Public Heath England (PHE) has just published practical guidance, informed by Fuse research, for local authorities wanting to use the planning system to improve public health. In this blog post Andy Netherton and Michael Chang, from PHE's Healthy Places Team, tell us how they hope the guidance will be used to tackle obesity.
Obesity is a modern day public health challenge that cannot be met by a traditional scientific approach alone. Tackling obesity levels in England requires action by national and local government, health and social care, non-governmental agencies, communities and individuals – a whole system approach.
Traditionally the vast majority of public discussion and state campaigns target individual level behaviour change and treatment. This does not address the environment in which we live, that influences the decisions and actions that we make; things such as what we eat, whether we exercise, how we travel to work, how we interact within the community and if we have access to and use open spaces.
These physical environmental factors can be influenced by national and local policy and action. State led interventions are difficult to put into place due to the need for evidence within complex social and environmental determinants. The difficulty to isolate evidence related to these interventions and local government capacity to balance competing demands results in an inconsistent approach to policy adoption.
The use of planning policy and development management is a clear example of an intervention to tackle obesity which is not yet consistently applied across the country. Practice across the country has shown a diverse range of approaches in local plans and planning appeal decisions which has taken over 10 years to develop, but is now accelerating.
Figure 1 – Charting the use of planning for healthy weight environments
This policy to implementation lag has to be seen in the context of an increasing obesity challenge, both in terms of prevalence and health inequalities.
Figure 2 – key obesity data and trends
on Obesity, Physical Activity and Diet, England, May 2019 - NHS Digital,
Government Statistical Service|
This was recognised within the Childhood Obesity: a plan for action, Chapter 2. The challenges it identified, included the proliferation of fast food outlets, less active travel, limited access to green spaces and physical activity; and these factors create an environment that makes it harder for children and their families to make healthy choices, particularly in some of our most deprived areas.
The Childhood Obesity plan confirmed that local authorities have a key role in tackling this challenge and pledged support:
- to make sure that all local authorities are empowered and confident in finding what works for them, and;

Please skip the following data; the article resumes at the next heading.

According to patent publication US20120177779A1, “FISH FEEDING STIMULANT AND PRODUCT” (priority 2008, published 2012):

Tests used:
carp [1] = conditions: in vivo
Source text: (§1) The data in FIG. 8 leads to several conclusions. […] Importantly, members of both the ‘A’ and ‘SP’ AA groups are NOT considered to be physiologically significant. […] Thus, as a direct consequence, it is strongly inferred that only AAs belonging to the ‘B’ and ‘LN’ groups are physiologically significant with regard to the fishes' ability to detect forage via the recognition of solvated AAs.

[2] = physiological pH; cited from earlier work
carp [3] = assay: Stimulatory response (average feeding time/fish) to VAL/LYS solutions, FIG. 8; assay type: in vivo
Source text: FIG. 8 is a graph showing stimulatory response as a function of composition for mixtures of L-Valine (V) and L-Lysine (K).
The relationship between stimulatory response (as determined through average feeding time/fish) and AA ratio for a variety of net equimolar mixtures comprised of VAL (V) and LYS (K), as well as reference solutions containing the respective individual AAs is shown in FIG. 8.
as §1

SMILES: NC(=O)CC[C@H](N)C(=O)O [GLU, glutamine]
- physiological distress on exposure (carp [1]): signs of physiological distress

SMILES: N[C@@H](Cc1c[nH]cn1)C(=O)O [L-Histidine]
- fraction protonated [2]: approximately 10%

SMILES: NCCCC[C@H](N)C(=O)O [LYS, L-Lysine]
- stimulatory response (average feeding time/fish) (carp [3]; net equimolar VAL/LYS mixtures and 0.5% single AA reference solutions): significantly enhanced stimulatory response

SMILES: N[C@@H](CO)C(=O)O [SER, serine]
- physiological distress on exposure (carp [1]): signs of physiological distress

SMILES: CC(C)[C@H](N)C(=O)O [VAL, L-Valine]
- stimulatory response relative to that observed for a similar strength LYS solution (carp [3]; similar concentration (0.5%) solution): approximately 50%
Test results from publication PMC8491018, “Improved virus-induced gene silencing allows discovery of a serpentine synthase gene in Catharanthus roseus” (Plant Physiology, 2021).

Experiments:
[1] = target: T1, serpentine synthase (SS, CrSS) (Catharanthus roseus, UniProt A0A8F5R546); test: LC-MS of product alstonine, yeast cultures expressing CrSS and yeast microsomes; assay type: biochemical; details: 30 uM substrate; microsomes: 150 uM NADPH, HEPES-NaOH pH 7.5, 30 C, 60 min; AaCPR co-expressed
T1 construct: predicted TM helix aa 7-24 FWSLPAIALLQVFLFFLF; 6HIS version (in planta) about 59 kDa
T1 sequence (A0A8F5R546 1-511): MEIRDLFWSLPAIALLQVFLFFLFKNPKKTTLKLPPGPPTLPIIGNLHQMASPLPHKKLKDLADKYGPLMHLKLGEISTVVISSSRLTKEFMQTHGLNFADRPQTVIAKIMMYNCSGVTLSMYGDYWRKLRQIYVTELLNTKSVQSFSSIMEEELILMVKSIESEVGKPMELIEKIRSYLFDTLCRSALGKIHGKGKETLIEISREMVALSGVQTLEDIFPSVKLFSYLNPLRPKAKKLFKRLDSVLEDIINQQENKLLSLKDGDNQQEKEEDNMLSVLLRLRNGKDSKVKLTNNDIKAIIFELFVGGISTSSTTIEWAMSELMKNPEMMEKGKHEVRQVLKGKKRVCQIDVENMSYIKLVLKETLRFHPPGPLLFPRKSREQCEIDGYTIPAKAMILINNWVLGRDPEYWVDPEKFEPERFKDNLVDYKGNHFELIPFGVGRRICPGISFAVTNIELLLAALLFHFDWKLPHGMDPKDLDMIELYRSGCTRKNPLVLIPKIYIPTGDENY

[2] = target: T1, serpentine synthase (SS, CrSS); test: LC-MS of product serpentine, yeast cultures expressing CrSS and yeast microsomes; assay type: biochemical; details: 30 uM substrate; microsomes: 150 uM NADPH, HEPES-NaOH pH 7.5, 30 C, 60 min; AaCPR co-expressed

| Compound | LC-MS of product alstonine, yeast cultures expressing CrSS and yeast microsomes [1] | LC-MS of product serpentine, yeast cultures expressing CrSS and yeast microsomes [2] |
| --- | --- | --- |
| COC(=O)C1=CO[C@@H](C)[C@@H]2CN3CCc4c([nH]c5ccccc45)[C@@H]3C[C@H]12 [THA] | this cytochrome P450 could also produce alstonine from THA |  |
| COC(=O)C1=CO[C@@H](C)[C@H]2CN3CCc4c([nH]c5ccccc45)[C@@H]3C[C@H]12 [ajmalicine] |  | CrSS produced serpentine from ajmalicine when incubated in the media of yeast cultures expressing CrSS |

- to develop resources that support local authorities who want to use their powers and provide up to date guidance and training for planning inspectors.
Previous research by PHE (Spatial Planning and Health: Getting Research into Practice (GRIP) study report) identified that local authorities would benefit from support that reduced the need for resource input, for example reduced duplication to create policy and practice. This publication is aimed at getting knowledge into action by providing guidance and a template supplementary planning document (SPD), one of many planning levers available to local authorities, that can be used by local authority planning and public health teams. It answers the following questions:
- What is the current evidence base linking the built and natural environment and healthy weight? Specifically, can the local food environment influence diet and obesity?
- How can the planning regime be used to promote healthy weight environments?
The provided supplementary planning document (SPD) is a starting point that requires local content and policy to be added. It can be used as a whole or parts selected on local need or to dovetail to existing local policies. Clearly this intervention is one intervention that must be used within a wider national and local obesity strategy.
There remain challenges to promoting a healthy food environment, for example the impact from the rise of industrial kitchens for food delivery must be monitored. Work must continue to influence the energy and compositional content of other food options and build our homes and neighbourhood to allow people to more active.
This publication provides guidance on a practical evidence based intervention that draws together several professional groups within a local authority. Gateshead Council have successfully adopted and defended on appeal, controls on hot food takeaways as part of a wider approach to tackling obesity and promoting healthy weight environments. It is hoped that for many areas working together to tackle obesity will provide confidence to further unite planning and health. It moves the debate from a deficit model of obesity to an asset based (salutatogenic*) approach to promoting healthy weight.
*Israeli-American sociologist Aaron Antonovsky coined the term "salutogenesis" to describe an approach which focuses on a positive view of wellbeing rather than a negative view of disease.